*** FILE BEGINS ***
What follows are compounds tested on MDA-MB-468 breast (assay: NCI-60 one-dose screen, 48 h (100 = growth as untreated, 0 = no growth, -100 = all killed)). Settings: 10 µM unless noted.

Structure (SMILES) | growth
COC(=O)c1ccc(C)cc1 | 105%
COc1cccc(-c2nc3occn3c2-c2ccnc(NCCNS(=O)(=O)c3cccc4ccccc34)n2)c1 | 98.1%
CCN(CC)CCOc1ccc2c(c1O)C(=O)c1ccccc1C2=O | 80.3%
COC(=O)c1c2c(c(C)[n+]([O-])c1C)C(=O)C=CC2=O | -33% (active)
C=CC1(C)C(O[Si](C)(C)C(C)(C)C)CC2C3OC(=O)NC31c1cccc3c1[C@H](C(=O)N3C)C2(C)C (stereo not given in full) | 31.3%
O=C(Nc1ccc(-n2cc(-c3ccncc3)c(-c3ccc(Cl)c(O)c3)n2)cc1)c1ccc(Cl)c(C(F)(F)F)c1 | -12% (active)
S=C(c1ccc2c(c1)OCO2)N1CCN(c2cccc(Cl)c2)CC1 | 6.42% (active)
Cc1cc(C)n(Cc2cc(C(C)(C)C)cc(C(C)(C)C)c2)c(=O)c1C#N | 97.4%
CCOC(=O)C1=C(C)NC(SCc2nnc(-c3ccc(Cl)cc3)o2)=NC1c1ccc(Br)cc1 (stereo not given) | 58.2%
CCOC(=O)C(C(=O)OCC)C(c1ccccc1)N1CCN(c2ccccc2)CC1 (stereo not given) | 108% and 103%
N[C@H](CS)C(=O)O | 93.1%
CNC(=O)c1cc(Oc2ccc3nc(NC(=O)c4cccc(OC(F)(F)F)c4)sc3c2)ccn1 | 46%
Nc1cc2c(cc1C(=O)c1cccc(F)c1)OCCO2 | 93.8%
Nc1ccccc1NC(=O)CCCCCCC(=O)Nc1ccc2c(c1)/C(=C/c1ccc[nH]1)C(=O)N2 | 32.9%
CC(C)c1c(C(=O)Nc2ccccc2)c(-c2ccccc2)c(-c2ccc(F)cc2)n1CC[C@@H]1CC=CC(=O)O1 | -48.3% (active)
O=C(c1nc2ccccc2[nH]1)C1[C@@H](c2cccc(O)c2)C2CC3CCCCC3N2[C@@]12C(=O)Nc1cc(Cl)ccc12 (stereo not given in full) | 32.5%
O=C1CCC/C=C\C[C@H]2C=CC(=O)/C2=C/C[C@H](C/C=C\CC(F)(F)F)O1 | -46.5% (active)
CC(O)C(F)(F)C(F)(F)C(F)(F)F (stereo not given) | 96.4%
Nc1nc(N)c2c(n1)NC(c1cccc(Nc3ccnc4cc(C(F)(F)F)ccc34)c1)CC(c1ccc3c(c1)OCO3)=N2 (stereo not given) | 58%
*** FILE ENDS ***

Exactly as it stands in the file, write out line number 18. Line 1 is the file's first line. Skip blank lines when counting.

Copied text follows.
O=C(c1nc2ccccc2[nH]1)C1[C@@H](c2cccc(O)c2)C2CC3CCCCC3N2[C@@]12C(=O)Nc1cc(Cl)ccc12 (stereo not given in full) | 32.5%